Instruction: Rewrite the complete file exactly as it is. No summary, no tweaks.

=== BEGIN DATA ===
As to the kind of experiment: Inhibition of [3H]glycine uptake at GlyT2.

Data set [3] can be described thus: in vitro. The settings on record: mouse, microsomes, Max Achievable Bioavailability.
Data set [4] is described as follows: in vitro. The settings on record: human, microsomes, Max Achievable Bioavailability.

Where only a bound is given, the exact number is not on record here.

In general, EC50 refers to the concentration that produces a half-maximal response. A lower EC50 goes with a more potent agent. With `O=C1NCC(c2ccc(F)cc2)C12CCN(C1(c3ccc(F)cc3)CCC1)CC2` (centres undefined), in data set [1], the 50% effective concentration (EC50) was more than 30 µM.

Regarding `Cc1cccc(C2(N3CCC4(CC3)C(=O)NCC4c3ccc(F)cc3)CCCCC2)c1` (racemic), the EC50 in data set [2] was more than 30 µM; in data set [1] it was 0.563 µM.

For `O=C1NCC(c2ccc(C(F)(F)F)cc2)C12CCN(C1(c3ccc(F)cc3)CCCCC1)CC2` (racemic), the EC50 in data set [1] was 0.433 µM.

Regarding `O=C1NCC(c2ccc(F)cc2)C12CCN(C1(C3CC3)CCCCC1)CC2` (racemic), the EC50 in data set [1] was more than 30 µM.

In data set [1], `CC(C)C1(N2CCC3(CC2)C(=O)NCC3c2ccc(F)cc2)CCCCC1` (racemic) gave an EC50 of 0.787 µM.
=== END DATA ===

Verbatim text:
As to the kind of experiment: Inhibition of [3H]glycine uptake at GlyT2.

Data set [3] can be described thus: in vitro. The settings on record: mouse, microsomes, Max Achievable Bioavailability.
Data set [4] is described as follows: in vitro. The settings on record: human, microsomes, Max Achievable Bioavailability.

Where only a bound is given, the exact number is not on record here.

In general, EC50 refers to the concentration that produces a half-maximal response. A lower EC50 goes with a more potent agent. With `O=C1NCC(c2ccc(F)cc2)C12CCN(C1(c3ccc(F)cc3)CCC1)CC2` (centres undefined), in data set [1], the 50% effective concentration (EC50) was more than 30 µM.

Regarding `Cc1cccc(C2(N3CCC4(CC3)C(=O)NCC4c3ccc(F)cc3)CCCCC2)c1` (racemic), the EC50 in data set [2] was more than 30 µM; in data set [1] it was 0.563 µM.

For `O=C1NCC(c2ccc(C(F)(F)F)cc2)C12CCN(C1(c3ccc(F)cc3)CCCCC1)CC2` (racemic), the EC50 in data set [1] was 0.433 µM.

Regarding `O=C1NCC(c2ccc(F)cc2)C12CCN(C1(C3CC3)CCCCC1)CC2` (racemic), the EC50 in data set [1] was more than 30 µM.

In data set [1], `CC(C)C1(N2CCC3(CC2)C(=O)NCC3c2ccc(F)cc2)CCCCC1` (racemic) gave an EC50 of 0.787 µM.